Analysis

Hot debriefs: what emergency department staff need to know

A five-minute team debrief after a difficult case can drive clinical improvements and help protect staff well-being – so why are they not more routinely used?

A five-minute team debrief after a difficult case can drive clinical improvements and help protect staff well-being – so why are they not more routinely used?

  • Hot debriefs take place immediately after a difficult case; they help protect staff well-being and highlight areas of care that need to be improved
  • Although implementation can be difficult, hot debriefs are appreciated by staff and there are a number of tools available that can help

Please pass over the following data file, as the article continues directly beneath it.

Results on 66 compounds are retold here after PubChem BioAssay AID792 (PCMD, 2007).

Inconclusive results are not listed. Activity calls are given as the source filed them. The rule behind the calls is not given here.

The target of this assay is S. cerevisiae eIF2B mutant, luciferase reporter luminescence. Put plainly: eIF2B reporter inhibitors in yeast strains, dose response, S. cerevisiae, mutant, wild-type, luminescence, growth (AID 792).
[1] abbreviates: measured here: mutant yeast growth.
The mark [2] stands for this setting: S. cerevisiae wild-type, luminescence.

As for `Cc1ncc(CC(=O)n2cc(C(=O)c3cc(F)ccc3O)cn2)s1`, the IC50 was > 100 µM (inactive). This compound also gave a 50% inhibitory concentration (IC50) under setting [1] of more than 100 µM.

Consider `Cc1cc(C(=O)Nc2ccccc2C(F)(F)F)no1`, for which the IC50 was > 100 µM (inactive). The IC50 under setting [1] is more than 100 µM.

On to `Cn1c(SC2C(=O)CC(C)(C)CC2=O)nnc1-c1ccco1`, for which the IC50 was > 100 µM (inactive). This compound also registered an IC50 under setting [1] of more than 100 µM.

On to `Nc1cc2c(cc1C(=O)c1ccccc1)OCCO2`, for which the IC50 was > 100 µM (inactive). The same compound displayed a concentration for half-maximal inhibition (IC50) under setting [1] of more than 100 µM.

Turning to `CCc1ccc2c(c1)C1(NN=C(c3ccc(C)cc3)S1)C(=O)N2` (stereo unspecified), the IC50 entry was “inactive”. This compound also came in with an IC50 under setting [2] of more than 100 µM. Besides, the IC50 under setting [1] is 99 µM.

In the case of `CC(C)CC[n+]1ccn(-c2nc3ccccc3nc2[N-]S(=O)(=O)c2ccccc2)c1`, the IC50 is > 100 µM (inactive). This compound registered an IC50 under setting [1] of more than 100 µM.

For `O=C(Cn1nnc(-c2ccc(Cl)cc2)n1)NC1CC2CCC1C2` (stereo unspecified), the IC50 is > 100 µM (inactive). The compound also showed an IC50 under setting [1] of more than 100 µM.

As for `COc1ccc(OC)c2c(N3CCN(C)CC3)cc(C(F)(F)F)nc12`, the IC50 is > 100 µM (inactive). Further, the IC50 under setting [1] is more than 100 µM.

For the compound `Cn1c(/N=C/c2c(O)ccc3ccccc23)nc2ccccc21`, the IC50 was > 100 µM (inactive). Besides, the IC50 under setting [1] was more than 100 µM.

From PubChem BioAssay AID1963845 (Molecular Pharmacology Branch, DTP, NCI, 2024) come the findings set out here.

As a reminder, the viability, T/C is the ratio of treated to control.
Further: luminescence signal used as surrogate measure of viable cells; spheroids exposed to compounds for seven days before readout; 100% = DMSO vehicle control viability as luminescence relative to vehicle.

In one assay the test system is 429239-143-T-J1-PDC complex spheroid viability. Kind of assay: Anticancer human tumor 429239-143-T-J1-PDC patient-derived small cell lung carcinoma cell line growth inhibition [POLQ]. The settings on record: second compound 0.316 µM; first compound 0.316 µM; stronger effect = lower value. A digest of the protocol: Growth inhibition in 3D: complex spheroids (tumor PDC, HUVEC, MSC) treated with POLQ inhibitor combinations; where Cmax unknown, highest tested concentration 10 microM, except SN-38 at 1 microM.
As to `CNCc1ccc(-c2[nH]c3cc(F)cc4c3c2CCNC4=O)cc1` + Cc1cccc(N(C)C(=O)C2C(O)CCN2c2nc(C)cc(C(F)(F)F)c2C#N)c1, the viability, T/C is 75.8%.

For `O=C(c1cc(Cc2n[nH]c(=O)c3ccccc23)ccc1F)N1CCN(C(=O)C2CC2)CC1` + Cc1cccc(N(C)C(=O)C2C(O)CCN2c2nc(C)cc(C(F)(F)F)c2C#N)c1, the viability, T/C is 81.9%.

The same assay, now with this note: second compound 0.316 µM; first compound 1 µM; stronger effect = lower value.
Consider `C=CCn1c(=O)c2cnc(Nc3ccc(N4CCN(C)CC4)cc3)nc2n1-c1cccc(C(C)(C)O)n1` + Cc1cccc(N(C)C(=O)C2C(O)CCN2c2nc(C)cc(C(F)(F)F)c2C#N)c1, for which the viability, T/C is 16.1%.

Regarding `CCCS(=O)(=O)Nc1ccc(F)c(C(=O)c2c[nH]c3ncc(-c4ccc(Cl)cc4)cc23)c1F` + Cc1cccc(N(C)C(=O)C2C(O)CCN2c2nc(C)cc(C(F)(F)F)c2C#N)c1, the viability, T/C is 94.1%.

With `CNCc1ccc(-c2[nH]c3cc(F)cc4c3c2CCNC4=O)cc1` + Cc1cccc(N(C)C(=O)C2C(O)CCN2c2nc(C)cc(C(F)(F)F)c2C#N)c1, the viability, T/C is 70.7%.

• Details on how to carry out a STOP5 hot debrief and a short case report where a hot debrief led to clinical improvements

Emergency department (ED) teams are often expected to move on quickly to other patients after serious and distressing

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